“Takeback schemes are one element of a virtuous circle as they help increase the amount of clothing collected. Every kilogramme of used clothing that is diverted from the bin is a good thing,” says Alain Claudot, head of Eco-TLC, a French not-for-profit company that collects an ‘eco-contribution’ that brands and retailers pay for the clothing, linens and shoes they sell in France. This rare example of Extended Producer Responsibility (EPR) is used to fund research into recycling solutions that will benefit the entire industry. Though he sees them as positive, Mr Claudot does however question whether takeback programmes are not a commercial and marketing ploy to encourage consumers to return to a store to buy more. 

Made to be remade

Takeback schemes help declutter consumer closets and increase the amount of used clothing collected, but do they contribute to closing the loop? Few retailers or brands seem to be using fibres from recycled clothing they have collected. I:CO does create specific streams for clients seeking to develop a circular model, as H&M has done with jeans. Patagonia says it is actively seeking recycling solutions for the used clothing that it is, for now, stockpiling in its warehouse in Reno, Nevada.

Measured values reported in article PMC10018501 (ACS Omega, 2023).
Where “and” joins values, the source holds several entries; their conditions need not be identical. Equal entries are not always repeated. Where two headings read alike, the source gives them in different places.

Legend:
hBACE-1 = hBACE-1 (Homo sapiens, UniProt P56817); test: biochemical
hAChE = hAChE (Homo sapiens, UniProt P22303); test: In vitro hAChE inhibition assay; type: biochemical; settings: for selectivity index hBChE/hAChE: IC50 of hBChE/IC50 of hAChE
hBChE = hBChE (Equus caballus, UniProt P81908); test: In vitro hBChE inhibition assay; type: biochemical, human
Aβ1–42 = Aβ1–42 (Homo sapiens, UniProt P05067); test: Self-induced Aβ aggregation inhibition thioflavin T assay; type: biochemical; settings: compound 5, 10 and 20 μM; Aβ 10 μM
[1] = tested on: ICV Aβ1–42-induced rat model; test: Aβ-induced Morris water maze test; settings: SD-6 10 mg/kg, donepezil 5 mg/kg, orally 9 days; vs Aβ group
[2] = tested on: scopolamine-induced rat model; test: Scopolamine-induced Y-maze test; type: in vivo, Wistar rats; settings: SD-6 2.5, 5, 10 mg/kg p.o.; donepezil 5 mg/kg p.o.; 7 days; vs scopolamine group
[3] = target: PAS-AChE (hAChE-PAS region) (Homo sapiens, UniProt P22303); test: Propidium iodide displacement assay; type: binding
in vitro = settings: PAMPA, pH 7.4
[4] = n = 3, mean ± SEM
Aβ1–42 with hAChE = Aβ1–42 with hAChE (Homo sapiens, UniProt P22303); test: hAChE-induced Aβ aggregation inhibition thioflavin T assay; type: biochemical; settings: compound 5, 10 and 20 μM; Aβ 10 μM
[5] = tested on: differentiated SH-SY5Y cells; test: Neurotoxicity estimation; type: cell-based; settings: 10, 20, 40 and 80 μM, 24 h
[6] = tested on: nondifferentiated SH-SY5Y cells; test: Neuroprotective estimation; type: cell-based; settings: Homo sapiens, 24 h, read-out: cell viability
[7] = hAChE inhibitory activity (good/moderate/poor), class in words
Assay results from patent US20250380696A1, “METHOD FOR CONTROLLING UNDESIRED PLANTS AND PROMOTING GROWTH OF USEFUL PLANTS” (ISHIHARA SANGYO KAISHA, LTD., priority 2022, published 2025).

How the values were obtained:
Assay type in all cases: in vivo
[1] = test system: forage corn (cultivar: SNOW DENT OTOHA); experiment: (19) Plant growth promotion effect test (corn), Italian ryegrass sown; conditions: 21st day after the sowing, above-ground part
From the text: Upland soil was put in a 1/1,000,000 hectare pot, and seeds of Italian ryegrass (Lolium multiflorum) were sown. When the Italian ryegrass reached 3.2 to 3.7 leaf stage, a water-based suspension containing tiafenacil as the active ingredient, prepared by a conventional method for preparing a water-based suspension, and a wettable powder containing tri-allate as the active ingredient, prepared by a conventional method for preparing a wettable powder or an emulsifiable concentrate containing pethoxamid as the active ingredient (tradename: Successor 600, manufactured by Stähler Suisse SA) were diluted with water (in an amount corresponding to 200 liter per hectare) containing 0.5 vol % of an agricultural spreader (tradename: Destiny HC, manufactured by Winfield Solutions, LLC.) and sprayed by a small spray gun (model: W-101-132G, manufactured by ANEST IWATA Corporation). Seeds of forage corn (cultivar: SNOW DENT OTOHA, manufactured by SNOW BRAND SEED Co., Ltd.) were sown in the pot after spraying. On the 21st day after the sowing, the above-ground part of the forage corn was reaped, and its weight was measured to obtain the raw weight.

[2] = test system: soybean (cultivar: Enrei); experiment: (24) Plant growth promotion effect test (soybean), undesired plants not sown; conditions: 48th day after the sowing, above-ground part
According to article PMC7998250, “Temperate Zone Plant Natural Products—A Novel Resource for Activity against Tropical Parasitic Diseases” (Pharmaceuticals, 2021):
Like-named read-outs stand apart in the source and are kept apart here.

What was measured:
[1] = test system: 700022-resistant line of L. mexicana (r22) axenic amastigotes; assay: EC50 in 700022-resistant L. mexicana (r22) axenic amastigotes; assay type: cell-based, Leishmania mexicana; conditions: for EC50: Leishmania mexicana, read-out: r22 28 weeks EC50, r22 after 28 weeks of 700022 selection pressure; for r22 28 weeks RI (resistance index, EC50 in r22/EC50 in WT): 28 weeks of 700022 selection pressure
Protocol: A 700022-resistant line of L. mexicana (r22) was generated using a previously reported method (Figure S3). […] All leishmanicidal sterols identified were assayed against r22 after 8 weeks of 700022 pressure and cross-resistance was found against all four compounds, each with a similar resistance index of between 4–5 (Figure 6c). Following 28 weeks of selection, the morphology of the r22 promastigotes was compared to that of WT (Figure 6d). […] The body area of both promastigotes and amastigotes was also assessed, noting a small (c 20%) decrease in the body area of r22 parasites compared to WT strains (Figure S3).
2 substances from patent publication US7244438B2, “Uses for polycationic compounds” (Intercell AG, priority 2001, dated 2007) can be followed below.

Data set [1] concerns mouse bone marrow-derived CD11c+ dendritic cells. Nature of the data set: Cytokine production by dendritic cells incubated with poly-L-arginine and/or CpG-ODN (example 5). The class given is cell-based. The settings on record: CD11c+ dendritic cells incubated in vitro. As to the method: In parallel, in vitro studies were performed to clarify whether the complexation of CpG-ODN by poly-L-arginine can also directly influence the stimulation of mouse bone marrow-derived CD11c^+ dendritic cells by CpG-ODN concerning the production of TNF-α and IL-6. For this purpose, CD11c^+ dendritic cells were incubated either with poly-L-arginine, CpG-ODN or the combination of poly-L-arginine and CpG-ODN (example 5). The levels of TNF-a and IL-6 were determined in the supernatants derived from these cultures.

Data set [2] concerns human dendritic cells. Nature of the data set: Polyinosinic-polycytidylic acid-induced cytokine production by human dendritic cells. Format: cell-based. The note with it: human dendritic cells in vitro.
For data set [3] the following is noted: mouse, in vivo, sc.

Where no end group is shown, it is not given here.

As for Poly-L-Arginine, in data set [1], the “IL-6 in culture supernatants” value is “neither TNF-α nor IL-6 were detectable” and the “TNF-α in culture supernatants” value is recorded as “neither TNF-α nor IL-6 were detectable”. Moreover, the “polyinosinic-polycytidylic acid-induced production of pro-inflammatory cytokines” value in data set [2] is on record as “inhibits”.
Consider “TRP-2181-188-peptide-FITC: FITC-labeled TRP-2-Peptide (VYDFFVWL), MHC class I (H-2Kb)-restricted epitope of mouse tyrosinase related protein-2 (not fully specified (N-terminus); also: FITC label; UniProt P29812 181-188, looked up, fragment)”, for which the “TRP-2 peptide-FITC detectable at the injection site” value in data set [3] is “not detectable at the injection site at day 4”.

As a result of a partnership with Japanese textile group Toray, Uniqlo is setting up what could become a truly closed-loop product cycle for its down jackets. Toray says it has developed special extraction machinery to automate the tasks of cutting, stirring, separating and recovering a secondary raw material. “For this project, we currently collect down items that customers no longer need in stores in Japan only,” says Mr Shein. A down jacket, especially Uniqlo’s ultralight versions, would be particularly challenging to recycle.